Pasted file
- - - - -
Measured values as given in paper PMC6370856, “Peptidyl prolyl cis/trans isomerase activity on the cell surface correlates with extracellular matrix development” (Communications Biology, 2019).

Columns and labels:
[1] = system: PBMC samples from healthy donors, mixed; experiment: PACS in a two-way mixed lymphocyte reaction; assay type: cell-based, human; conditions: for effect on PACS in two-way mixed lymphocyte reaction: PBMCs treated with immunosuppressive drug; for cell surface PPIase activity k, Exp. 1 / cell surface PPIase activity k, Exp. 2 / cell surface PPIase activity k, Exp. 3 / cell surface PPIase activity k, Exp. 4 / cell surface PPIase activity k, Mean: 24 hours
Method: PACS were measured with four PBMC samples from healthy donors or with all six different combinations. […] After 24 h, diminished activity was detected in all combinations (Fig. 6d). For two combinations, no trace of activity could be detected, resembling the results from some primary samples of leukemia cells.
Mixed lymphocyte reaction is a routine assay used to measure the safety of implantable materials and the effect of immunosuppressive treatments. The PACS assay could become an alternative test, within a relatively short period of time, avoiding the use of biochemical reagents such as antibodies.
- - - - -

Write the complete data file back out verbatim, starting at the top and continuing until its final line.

Measured values as given in paper PMC6370856, “Peptidyl prolyl cis/trans isomerase activity on the cell surface correlates with extracellular matrix development” (Communications Biology, 2019).

Columns and labels:
[1] = system: PBMC samples from healthy donors, mixed; experiment: PACS in a two-way mixed lymphocyte reaction; assay type: cell-based, human; conditions: for effect on PACS in two-way mixed lymphocyte reaction: PBMCs treated with immunosuppressive drug; for cell surface PPIase activity k, Exp. 1 / cell surface PPIase activity k, Exp. 2 / cell surface PPIase activity k, Exp. 3 / cell surface PPIase activity k, Exp. 4 / cell surface PPIase activity k, Mean: 24 hours
Method: PACS were measured with four PBMC samples from healthy donors or with all six different combinations. […] After 24 h, diminished activity was detected in all combinations (Fig. 6d). For two combinations, no trace of activity could be detected, resembling the results from some primary samples of leukemia cells.
Mixed lymphocyte reaction is a routine assay used to measure the safety of implantable materials and the effect of immunosuppressive treatments. The PACS assay could become an alternative test, within a relatively short period of time, avoiding the use of biochemical reagents such as antibodies.